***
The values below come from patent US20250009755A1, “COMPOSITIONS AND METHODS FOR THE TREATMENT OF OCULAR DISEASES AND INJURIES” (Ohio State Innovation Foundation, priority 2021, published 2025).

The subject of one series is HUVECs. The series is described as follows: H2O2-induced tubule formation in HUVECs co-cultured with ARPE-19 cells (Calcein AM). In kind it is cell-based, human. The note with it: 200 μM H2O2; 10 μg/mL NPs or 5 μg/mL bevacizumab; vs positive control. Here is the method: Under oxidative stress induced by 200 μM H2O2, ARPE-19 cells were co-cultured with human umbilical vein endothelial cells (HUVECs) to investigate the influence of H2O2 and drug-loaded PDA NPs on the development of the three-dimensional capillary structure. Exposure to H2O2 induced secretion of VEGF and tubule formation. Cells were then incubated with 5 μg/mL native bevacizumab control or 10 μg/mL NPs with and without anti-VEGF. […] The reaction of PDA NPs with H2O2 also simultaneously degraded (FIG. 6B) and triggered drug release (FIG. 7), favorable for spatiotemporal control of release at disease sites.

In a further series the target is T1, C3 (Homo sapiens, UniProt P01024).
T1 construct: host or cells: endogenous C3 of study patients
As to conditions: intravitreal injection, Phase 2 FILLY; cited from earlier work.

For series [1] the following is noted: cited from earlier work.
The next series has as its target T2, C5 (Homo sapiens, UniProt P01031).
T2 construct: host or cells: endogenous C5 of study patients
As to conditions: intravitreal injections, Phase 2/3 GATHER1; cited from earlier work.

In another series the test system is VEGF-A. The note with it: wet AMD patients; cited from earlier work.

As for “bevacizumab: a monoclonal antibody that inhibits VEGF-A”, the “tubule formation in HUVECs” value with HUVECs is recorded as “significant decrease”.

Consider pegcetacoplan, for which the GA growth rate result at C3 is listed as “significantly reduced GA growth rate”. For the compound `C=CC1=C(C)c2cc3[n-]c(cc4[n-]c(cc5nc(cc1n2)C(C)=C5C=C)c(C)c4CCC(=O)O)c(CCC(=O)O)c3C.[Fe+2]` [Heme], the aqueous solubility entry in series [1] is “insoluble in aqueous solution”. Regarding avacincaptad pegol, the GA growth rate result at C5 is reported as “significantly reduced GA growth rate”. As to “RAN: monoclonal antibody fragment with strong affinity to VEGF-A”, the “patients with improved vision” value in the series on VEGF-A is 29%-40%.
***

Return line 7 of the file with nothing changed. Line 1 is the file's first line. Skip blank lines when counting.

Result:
The next series has as its target T2, C5 (Homo sapiens, UniProt P01031).